Step 4: Check for a local farmer’s market.

 

The farmers market is an awesome spot to get fresh local veggies – often without stickers or packaging!  There might even be fresh bread and other staples that you can purchase plastic free. Some staples you might be able to get in a glass jar that you can return to the farmer (at our market, that includes honey and hot sauce).  So, try to determine if there’s a farmer’s market near you this time of year, and if you can fit a visit into your schedule. If you’ve got a family, it might be a fun weekend event for the whole crew! Some weekday markets are after work – maybe you can swing by one day after work!  Check out LocalHarvest.org for markets near you.

 

Step 5: Compare your waste-free options with your grocery list

 

How many of your must-haves are available in bulk?  If everything is, say hip-hip HOORAY! And then skip ahead to step 7!  But, chances are there are some items you can’t find in bulk. Make a note of all of those must-haves that you can’t find in bulk.  Next, make a list of all of the wants that you can’t find in bulk either.

 

Step 6: Make some decisions

 

Assuming you can’t find everything in bulk that is on your must-have or want lists, now is the time to make some decisions!  Ask yourself a few questions. First, are there any must-have groceries that aren’t really must haves? If not, and you stand behind each must-have, that’s fine!  But it’s always good to check what you might be willing to forgo, if even for a short time, to see how that feels. Here’s another question: is there even one must-have that you would be willing to try making on your own?  I am assuming you do NOT have the time to make everything yourself. Very few people do! But is there one item that you might try? Again, just food for thought. Could you set aside a little time on the weekend to make it?  At my house, that’s hummus and sometimes cashew cheese. We try to make it about once a week.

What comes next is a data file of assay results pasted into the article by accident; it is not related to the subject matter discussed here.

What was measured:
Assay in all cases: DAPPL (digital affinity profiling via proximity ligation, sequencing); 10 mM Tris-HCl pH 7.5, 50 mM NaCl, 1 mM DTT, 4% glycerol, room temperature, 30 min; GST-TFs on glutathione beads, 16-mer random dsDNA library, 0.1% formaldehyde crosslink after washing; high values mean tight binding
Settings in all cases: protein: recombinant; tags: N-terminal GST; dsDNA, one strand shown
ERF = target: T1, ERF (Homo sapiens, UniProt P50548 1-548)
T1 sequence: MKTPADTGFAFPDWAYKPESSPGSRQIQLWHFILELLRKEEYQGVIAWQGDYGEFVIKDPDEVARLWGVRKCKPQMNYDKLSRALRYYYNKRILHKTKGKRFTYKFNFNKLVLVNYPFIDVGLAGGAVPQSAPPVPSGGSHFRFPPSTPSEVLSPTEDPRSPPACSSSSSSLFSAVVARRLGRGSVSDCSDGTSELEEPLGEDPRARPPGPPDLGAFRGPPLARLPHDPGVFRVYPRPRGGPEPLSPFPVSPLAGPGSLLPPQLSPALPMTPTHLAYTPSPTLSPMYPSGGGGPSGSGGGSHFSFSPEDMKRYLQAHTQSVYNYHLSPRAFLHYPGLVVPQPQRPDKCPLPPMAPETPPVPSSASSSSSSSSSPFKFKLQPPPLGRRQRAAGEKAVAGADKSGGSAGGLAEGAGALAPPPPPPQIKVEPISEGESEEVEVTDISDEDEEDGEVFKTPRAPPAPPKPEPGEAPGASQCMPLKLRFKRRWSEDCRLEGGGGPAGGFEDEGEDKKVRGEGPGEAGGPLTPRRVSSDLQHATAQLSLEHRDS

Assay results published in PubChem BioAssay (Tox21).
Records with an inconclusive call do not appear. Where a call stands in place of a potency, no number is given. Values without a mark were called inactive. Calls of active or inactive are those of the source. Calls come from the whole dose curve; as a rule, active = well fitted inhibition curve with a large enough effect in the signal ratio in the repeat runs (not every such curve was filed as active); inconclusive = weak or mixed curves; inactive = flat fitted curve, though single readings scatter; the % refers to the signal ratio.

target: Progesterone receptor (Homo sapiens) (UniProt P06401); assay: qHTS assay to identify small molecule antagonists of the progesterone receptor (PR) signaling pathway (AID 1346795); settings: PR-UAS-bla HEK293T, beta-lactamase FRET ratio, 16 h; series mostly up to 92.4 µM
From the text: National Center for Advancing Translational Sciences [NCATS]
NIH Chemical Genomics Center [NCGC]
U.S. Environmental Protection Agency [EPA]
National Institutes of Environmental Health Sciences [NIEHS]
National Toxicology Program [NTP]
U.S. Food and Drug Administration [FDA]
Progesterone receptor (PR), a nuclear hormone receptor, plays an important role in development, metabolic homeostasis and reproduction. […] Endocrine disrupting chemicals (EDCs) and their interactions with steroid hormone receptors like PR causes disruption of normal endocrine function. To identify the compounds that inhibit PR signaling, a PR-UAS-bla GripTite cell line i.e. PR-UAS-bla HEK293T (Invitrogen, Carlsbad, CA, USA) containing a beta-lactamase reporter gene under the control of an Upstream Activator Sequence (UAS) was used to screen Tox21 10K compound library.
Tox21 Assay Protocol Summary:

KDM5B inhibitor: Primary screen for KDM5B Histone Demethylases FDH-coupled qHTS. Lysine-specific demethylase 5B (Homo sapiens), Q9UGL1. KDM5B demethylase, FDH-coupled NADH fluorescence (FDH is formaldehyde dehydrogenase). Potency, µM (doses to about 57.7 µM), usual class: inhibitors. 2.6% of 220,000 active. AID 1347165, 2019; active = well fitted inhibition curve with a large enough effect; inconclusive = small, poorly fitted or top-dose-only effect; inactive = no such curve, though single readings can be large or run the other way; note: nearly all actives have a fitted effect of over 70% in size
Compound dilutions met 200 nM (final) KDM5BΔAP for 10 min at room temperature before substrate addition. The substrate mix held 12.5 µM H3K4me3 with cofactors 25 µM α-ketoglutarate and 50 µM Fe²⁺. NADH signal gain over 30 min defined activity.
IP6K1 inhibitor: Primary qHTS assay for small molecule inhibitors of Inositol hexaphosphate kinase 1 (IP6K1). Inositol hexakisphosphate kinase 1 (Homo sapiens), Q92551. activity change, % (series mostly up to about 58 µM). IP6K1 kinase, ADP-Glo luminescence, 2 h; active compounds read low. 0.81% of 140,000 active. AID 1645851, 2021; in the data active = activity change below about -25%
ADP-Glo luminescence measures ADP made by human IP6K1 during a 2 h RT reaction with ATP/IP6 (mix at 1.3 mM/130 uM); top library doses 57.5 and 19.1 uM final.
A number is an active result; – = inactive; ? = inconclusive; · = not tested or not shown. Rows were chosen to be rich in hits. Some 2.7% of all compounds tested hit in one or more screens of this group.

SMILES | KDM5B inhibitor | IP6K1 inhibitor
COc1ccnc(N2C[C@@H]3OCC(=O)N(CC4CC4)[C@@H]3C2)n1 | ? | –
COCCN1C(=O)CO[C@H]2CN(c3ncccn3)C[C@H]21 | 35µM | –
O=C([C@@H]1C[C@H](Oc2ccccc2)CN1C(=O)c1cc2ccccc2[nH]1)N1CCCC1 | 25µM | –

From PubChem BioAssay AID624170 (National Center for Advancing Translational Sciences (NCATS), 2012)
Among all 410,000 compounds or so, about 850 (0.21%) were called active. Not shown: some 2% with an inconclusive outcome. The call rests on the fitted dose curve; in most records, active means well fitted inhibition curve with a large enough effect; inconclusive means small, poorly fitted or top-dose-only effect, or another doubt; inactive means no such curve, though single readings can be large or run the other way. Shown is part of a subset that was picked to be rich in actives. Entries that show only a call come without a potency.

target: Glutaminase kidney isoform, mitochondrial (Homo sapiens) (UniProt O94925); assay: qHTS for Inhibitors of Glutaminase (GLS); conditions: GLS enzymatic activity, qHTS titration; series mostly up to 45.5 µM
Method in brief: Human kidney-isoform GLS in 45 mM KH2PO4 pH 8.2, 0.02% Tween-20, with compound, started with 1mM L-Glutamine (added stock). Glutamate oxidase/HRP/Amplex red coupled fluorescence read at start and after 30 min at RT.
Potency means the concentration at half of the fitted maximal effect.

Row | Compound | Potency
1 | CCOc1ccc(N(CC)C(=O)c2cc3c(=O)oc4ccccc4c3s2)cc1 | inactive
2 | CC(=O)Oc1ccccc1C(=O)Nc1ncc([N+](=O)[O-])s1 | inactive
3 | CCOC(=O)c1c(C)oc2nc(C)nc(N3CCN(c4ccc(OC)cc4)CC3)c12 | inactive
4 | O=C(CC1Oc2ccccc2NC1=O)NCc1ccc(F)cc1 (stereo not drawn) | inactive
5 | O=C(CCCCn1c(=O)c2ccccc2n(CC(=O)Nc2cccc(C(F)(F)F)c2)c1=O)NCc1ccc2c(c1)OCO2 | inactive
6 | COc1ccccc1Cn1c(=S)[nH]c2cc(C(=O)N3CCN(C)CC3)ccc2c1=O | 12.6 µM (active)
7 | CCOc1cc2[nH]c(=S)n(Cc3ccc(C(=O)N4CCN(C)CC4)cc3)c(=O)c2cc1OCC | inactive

Now turn to your wants.  Here you get to decide how badly you want those wants.  You might consider an experiment of forgoing all of them, at least for a little while.  The great thing about grocery shopping is that you get another chance to do it again soon and change your mind!

 

After you’ve made your decisions, revise your list so you know exactly what you are shopping for.

 

Step 7: Gather your supplies!

 

Before you shop, collect your supplies!  You probably have some of these items already, and can make them yourself, find them at a thrift store, and there are veggie and bulk bags for sale here as well.  I always make sure that my supplies are sparkling clean before I take them. I want the stores to feel confident that I’m not mucking up their bulk goods! This helps stores continue to support folks bringing in their own containers.

 

Here are the items I take with me:

 

  • Cotton bags for fruits and veggies
  • Cotton bags for bulk goods
  • Jars for any liquids
  • Jars for any fine, powdery, or sticky bulk goods (think raisins, flour)